Avoid referring to the parties by their position in the litigation: e.g., “plaintiff,” “petitioner,” “appellee.” I find that lawyers often inadvertently mix up these words. Naturally you have many clients, on both sides of the “v.” and confusing the terms cannot be helped. It is similarly easy to mix up “Mr.” with “Ms.” or “Mrs.” The word “defendant” works fine in criminal cases where no one is going to confuse him with the State. It may feel inappropriately informal to use first names, but often it is a good way to keep the appellate record free from identity confusion. Be creative when the parties have similar names.3

At all costs, avoid pronouns. When there is a crowd involved – wife, husband, paramour, appraiser, children, GAL, several lawyers and a judge – use of “he” and “she” is terribly confusing. If you have a strategic reason to label parties by a particular name, obviously do that: I once represented an abutter in a variance appeal involving a too-tall building where the developer’s name happened to be “Vertical Building & Development,” and I could not help using its name whenever possible.

Offers of proof are important devices, likely to be increasingly used as our judicial system gets ever more busy. Making them with an eye toward the appellate record will not only help if an appeal is taken, but may also help focus your presentation and perhaps avoid an appeal.

[In domestic relations cases, or other instances in which the formal rules of evidence do not apply, or may be relaxed in the court’s discretion, if evidence could have been accepted by the court without the necessity of testimony under oath from a witness for its introduction, that evidence may also be received by offer of proof without the presence of the witness in court. By making an offer of proof, an attorney represents to the court that he or she has examined the witness or document which is the subject of the offer and reasonably believes, taking into account all that he or she knows about the case, that the evidence is not false, is admissible through a witness who could testify under oath to establish the point for which it is offered, and is not offered for a frivolous purpose. In an ex parte proceeding, the attorney also represents that any offer of proof has been accompanied by a sworn statement of all material facts known to the attorney whichwill enable the court to make an informed decision of the issues presented.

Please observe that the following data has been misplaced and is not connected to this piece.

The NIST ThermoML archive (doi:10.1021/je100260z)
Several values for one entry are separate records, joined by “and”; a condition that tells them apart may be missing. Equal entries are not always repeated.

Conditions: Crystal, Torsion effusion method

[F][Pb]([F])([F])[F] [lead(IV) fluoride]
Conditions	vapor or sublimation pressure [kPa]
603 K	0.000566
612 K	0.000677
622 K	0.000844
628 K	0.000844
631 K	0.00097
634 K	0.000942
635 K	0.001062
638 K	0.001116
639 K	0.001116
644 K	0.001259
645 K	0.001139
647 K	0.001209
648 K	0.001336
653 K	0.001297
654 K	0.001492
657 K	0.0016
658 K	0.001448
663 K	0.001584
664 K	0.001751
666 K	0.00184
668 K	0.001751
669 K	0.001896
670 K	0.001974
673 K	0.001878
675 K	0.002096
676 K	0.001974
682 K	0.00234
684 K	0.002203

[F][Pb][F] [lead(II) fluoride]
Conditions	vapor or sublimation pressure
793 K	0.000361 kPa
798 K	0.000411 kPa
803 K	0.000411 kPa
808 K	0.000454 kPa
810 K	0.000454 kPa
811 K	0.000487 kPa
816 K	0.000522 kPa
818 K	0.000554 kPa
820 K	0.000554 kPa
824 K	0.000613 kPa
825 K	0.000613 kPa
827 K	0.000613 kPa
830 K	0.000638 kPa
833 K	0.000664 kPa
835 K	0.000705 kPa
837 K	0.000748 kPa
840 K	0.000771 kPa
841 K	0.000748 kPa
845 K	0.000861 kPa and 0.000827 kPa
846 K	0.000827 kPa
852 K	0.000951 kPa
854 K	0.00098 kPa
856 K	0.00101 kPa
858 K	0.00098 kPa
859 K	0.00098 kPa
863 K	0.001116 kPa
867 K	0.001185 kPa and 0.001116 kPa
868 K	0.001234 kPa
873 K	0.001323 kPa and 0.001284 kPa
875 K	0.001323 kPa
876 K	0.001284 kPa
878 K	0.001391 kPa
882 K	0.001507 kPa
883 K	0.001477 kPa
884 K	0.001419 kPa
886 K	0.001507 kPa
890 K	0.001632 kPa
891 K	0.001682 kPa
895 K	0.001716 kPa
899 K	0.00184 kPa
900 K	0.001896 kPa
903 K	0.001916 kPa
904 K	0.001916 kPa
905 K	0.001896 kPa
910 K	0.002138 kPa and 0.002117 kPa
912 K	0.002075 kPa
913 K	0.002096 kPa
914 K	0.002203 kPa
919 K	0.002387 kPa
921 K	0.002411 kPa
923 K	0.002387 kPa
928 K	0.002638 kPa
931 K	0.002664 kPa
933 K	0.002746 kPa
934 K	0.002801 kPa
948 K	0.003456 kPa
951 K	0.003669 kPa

SUPER.CT. ADMIN. ORD. NO. 15 (Oct. 25, 1997)]

1See e.g., In re Marriage of Miller, 834 N.E.2d 578 (Ill.App. 2005) (admonishing litigant for incomplete offer of proof), judgment vacated, Miller v. Miller, 838 N.E.2d 4, 297 (Ill. 2005).

2Superior Court Administrative Order Number 15 provides:

When a justice or master exercises discretion to receive evidence by offers of proof in a civil, equity, or domestic relations case, the following procedure shall be employed:
1) An offer of proof as to the testimony of a witness shall be received only if that witness is in the courtroom atthe time of the offer;

2) Subject to the usual authority of the court, any witness whose testimony is presented by offer of proof may be cross-examined by the opposing party;

3) Where credibility is challenged, or for any purpose in the court’s discretion, the court may question the witness or require the witness’ proof be presented from the witness stand.

Judges or masters taking evidence by offer of proof should inform the parties of this procedure and that by making an offer they represent to the court there is present a witness who would testify under oath in accordance with the offer.

3See e.g., In re First Student, Inc., 153 N.H. 682 (2006) (parties named “First Student, Inc.” and “First Student Services LLC”); Portsmouth Brewing Co. v. Portsmouth Brewing & Bottling Co. 67 N.H. 433 (1893).

Joshua Gordon practices appellate law in Concord, New Hampshire, before both federal and state courts. See He is indebted to the Bar Association section listservs for members’ input in developing these thoughts.

Supreme Court Rule 42(9) requires all NH admitted attorneys to notify the Bar Association of any address change, home or office.